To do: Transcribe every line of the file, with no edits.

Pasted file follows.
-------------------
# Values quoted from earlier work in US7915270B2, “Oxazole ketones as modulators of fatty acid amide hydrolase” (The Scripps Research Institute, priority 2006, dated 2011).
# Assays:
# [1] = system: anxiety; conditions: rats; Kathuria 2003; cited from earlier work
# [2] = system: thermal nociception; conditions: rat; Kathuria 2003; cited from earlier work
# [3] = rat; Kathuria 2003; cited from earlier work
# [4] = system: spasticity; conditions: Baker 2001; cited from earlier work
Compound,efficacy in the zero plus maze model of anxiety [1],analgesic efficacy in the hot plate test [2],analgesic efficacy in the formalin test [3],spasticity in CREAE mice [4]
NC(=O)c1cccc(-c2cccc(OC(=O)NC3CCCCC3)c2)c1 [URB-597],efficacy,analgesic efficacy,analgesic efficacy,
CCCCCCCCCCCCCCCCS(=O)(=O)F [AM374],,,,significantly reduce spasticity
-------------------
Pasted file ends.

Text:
# Values quoted from earlier work in US7915270B2, “Oxazole ketones as modulators of fatty acid amide hydrolase” (The Scripps Research Institute, priority 2006, dated 2011).
# Assays:
# [1] = system: anxiety; conditions: rats; Kathuria 2003; cited from earlier work
# [2] = system: thermal nociception; conditions: rat; Kathuria 2003; cited from earlier work
# [3] = rat; Kathuria 2003; cited from earlier work
# [4] = system: spasticity; conditions: Baker 2001; cited from earlier work
Compound,efficacy in the zero plus maze model of anxiety [1],analgesic efficacy in the hot plate test [2],analgesic efficacy in the formalin test [3],spasticity in CREAE mice [4]
NC(=O)c1cccc(-c2cccc(OC(=O)NC3CCCCC3)c2)c1 [URB-597],efficacy,analgesic efficacy,analgesic efficacy,
CCCCCCCCCCCCCCCCS(=O)(=O)F [AM374],,,,significantly reduce spasticity